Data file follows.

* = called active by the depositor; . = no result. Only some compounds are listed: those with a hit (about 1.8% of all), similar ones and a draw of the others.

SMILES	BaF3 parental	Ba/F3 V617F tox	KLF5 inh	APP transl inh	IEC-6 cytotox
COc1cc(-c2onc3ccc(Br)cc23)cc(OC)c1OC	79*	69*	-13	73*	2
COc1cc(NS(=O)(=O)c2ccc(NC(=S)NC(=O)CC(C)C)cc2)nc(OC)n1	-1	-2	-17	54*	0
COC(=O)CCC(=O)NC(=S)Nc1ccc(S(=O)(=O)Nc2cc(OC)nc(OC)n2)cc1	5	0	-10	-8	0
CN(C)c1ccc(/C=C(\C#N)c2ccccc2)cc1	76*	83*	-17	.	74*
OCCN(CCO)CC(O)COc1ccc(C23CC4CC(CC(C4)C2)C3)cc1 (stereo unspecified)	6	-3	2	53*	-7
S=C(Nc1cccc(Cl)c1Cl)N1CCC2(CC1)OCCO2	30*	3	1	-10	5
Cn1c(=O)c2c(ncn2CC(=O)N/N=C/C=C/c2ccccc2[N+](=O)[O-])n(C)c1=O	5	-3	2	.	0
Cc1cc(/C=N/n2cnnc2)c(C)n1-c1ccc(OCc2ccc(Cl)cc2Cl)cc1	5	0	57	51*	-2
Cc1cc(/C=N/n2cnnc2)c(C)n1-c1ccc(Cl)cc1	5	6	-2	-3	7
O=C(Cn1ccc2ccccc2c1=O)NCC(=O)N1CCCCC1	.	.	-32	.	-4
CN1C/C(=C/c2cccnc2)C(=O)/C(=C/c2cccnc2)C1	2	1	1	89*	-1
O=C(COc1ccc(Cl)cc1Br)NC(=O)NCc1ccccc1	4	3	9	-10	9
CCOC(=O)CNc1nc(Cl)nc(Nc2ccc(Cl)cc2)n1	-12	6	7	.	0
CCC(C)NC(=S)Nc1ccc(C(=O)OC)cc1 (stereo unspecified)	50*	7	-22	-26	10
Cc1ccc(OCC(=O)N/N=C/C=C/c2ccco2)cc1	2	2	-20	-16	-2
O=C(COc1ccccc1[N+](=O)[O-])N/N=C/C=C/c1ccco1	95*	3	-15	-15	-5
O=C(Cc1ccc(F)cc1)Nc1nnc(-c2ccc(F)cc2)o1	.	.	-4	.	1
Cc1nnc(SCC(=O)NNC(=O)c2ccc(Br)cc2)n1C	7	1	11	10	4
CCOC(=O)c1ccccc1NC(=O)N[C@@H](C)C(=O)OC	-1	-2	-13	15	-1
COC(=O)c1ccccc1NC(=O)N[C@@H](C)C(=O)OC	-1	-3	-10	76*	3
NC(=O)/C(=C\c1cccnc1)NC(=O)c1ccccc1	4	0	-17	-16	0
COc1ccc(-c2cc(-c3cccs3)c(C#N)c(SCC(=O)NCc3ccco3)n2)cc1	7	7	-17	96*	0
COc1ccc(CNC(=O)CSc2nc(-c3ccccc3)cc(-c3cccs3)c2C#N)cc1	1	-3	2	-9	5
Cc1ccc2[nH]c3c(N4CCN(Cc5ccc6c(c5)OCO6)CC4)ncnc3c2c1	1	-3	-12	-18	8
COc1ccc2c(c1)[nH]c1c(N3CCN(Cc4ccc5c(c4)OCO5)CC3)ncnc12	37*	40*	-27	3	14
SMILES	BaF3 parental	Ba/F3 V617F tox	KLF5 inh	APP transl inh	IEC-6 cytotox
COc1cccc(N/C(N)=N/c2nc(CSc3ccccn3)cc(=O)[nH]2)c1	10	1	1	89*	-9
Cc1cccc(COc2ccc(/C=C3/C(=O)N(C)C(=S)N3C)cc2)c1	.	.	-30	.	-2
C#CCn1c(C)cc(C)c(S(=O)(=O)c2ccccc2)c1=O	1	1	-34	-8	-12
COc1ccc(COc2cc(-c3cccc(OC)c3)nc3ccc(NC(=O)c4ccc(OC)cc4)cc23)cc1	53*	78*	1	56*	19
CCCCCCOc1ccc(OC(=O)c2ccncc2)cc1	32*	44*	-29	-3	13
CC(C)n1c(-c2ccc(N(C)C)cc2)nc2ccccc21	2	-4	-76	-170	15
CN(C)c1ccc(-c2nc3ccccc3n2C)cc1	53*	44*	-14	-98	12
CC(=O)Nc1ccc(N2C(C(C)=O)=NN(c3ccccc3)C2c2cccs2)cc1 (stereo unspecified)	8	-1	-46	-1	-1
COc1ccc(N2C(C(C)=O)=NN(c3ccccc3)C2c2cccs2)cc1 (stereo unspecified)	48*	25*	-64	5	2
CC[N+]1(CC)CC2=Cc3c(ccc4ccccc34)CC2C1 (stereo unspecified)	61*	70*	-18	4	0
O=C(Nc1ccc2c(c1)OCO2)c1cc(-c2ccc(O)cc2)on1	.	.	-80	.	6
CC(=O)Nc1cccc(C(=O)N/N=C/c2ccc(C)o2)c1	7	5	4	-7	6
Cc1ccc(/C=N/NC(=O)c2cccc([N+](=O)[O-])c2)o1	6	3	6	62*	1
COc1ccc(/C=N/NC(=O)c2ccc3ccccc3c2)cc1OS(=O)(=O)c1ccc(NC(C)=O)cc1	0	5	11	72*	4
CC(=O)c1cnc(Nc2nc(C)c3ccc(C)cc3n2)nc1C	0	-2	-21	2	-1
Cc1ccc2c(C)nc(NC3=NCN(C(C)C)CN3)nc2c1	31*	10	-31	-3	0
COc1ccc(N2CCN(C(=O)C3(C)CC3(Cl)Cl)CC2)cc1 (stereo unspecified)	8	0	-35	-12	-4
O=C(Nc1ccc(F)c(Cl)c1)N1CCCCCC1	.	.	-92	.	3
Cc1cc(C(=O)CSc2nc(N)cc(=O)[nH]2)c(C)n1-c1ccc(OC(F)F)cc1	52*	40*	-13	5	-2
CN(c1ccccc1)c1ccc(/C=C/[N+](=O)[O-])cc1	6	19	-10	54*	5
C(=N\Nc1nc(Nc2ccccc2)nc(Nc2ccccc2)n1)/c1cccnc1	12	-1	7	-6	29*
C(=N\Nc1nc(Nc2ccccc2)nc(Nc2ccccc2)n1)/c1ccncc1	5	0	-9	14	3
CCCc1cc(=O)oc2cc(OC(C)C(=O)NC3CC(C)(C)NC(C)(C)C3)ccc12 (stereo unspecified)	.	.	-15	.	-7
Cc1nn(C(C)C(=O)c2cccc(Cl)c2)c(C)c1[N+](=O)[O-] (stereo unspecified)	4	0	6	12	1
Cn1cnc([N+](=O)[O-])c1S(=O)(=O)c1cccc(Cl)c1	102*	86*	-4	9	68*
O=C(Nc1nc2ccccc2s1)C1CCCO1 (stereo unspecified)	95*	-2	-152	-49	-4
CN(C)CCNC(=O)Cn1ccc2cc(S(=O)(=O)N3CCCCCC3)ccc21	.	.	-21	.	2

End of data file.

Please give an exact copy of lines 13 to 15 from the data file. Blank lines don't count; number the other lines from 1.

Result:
CN1C/C(=C/c2cccnc2)C(=O)/C(=C/c2cccnc2)C1	2	1	1	89*	-1
O=C(COc1ccc(Cl)cc1Br)NC(=O)NCc1ccccc1	4	3	9	-10	9
CCOC(=O)CNc1nc(Cl)nc(Nc2ccc(Cl)cc2)n1	-12	6	7	.	0